Ben Loehnen, Deanna Koestel, and Jessica Lipps were identified as three victims of an attack in Riverside Park on Tuesday.
Loehnen, a senior editor at Simon & Schuster, was walking his dog in the park when he was attacked.
Loehnen thought that he had been punched but saw blood and realized he had been stabbed.
Loehnen remains in the hospital after the attack but “is said to be doing well after surgery,” said Michell Johnson, a literary agent, on Facebook on Wednesday.
Deanna Kostel, a 36-year-old attorney with Norris McLaughlin & Marcus, was jogging when she was stabbed in the back.
She underwent surgery following the stabbing, reported CBS. There is no word on Wednesday about her recovery.
Jessica Lipps, 32, was running along the bike path in the busy park when she was stabbed in the neck. She was treated and relesaed.
NYPD Commissioner Raymond Kelly told reporters that none of the injuries were life-threatening.
The two other victims were James Fayette, a former principal dancer with the New York City Ballet, and Fayette’s two-year-old son Luke.
James remained in the hospital Tuesday night in serious but stable condition after being stabbed in the chest while Luke was released in the afternoon with a bandage on his arm, where he’d been slashed.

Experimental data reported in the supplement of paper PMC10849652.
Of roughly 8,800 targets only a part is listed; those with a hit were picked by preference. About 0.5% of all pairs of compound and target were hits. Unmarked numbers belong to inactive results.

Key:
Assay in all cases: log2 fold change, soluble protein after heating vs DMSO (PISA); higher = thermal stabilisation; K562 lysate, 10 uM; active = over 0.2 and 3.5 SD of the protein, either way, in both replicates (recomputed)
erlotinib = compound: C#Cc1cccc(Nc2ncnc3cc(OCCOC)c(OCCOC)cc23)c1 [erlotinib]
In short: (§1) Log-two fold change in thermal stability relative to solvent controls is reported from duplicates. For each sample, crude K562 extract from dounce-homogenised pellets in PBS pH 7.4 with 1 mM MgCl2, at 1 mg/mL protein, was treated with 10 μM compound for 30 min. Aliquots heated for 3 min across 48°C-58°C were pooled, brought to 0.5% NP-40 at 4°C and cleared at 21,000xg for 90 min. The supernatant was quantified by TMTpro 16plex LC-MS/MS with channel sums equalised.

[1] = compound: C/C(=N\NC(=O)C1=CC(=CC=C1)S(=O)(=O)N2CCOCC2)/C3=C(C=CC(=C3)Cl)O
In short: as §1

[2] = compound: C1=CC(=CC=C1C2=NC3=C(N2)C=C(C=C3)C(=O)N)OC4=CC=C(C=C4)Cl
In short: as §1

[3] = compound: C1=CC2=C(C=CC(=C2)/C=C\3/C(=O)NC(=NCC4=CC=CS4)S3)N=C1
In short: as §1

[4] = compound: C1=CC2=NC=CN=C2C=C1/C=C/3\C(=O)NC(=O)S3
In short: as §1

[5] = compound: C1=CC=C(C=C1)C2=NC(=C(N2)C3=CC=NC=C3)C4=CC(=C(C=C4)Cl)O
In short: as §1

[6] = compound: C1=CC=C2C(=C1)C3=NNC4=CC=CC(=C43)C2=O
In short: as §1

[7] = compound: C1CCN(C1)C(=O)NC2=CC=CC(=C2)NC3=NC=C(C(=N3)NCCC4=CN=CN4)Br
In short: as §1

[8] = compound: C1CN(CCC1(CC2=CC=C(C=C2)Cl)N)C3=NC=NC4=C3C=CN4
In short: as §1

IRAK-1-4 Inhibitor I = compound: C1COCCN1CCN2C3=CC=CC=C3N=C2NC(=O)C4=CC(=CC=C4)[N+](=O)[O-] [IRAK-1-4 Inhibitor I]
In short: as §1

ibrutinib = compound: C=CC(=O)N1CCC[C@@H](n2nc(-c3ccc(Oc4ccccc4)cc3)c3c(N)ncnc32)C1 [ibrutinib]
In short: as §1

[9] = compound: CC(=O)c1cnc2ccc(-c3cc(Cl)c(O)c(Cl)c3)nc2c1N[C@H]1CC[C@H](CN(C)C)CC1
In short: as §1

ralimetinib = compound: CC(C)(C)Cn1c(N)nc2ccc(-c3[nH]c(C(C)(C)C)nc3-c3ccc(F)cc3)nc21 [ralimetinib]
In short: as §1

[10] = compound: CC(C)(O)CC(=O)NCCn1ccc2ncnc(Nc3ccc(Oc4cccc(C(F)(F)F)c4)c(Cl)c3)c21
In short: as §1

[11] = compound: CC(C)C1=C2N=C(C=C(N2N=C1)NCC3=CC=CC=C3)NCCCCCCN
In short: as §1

Police apprehended Julius Graham, 43, a homeless man originally from Texas, and believe that he was behind all the stabbings. Graham was staying at a shelter in the Bronx. He was taken to Bellevue Hospital Center for a mental evaluation.
Thomas Ciriacks was walking his dog in the park, heard screams, and rushed over. He tackled Graham and pinned him on the ground.
“He was lurching about like a zombie,” Ciriacks said. “His eyes were crazy.”
Meanwhile, a sanitation worker, Shurita Fields, called 911 after a victim sprinted to the Department of Sanitation facility on West 59th Street.
“She was screaming,” Fields said of the victim, “and was holding a coat over her neck. She told me she was stabbed. She was hysterical, crying.”
She ran to the scene to give the victims first aid.
Kelly wanted to emphasize that parks are mostly safe, despite the crimes that happen.
“Parks are very, very safe,” he said. “We see something like this happen and it concerns everybody, we understand that. But the amount of incidents of crime in parks is minuscule.”